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Home ยป Waste-free Living ยป Understanding Plastic Recycling Codes

Understanding Plastic Recycling Codes

The assumption is that if it is plastic it can be recycled. When we started our recycling journey, I made this assumption and would throw all types of plastic into the recycling bin. Like with food, it is important to read the labels to know what can be recycled and what you should rather avoid. I have been doing some research into what these labels mean and have put together a short guide on understanding plastic recycling codes.

#1 PET or PETE

PET #1 is the thin, clear plastic used for bottled water, soda, juices, condiments, etc. It can easily be turned into fill for duvets, geo-textiles. This type of plastic will leech readily when exposed to heat such. So it is not a good idea to leave plastic bottles in the car. This plastic degrades and should not, ideal be re-used.

Tips for PET #1 bottles: There are a few things you can do with these bottles, like making a bird feeder, a hanging garden etc. You can also make eco-bricks with the larger soda bottles. I have used them for sensory bottles for the kids.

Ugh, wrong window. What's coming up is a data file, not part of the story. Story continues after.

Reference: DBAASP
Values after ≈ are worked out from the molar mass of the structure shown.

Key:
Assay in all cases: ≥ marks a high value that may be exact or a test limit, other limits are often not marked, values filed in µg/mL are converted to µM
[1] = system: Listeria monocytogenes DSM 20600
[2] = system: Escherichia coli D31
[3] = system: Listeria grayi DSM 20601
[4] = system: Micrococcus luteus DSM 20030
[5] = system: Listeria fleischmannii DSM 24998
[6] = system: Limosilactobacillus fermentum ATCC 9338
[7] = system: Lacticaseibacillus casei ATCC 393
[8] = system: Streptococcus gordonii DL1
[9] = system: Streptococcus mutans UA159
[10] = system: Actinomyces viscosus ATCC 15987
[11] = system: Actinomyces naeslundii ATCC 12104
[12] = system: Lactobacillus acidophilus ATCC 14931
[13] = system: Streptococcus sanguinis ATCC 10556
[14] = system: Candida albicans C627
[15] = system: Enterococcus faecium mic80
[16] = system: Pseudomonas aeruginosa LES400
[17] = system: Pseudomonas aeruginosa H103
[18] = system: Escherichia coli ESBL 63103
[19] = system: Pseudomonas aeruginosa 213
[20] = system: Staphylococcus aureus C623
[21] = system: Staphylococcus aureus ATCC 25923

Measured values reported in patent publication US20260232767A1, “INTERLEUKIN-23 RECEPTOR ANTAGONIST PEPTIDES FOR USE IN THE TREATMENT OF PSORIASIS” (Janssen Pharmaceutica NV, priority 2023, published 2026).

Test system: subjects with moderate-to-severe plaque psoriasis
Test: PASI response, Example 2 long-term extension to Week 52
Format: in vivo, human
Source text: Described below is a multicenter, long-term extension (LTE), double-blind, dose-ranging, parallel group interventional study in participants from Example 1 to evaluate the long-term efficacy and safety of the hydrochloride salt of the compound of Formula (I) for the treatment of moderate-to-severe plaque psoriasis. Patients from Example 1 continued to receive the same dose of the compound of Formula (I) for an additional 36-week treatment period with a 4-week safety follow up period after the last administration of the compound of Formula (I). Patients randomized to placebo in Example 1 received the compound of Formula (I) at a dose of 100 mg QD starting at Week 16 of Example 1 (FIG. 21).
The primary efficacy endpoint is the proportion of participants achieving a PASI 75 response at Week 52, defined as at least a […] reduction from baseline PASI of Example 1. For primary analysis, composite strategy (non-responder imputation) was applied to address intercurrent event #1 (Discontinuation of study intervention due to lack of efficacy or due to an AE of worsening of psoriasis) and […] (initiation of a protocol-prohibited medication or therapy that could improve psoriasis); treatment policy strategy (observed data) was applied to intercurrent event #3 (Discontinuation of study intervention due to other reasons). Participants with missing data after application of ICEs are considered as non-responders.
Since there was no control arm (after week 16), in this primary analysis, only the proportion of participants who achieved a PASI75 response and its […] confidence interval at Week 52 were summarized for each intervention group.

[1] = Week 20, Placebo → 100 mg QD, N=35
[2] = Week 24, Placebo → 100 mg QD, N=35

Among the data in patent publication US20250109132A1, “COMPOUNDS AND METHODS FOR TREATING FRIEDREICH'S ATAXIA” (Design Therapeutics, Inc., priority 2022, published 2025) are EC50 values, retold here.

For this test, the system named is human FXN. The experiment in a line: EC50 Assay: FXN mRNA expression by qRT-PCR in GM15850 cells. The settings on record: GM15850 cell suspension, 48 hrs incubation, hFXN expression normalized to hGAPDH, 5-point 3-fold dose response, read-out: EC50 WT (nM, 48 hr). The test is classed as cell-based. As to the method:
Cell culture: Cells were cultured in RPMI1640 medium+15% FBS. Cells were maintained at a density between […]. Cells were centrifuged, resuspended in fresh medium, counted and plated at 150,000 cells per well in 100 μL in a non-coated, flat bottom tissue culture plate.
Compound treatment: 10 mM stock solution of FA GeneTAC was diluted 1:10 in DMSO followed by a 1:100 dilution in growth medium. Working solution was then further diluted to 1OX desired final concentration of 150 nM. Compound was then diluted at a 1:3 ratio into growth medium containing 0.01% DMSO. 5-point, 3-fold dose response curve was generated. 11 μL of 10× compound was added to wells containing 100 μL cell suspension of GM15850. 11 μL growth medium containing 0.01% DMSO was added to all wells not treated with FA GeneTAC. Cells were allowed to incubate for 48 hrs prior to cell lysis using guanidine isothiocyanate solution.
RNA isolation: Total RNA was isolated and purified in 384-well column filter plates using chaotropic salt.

#2 HDPE High-Density Polyethylene

You will find this code on thicker plastic, like milk jugs, shampoo bottles, kitchen cleaner bottles, some toys etc. These containers are generally accepted at most recycling centres. The advantage of these bottles is that they can be safely refilled and reused.

Tips for PET #2 bottles: Limit the bottles in your home by buying a general kitchen cleaner instead of different cleaners. Buy refills instead of new bottles each time. Milk jugs can be used a range of different crafts.

 #3 PVC Polyvinyl Chloride

PVC can be found in a wide range of products – baby bibs, mattress covers, cling wrap and so much more. While this plastic can be recycled, it is not a “nice” plastic and you should try to avoid bringing it into your home. PVC contains endocrine-disrupting phthalates and these have been linked to reproductive problems and birth defects. Not only is this a major concern but during manufacturing of PVC, dioxin is released into the environment. Dioxin is a potent carcinogen that stays in our bodies for a very long time.

Tips for PVC #3 products: Avoid buying these products, instead look for alternatives. Bees wax wraps are great alternative to cling wrap or just stop using it completely.

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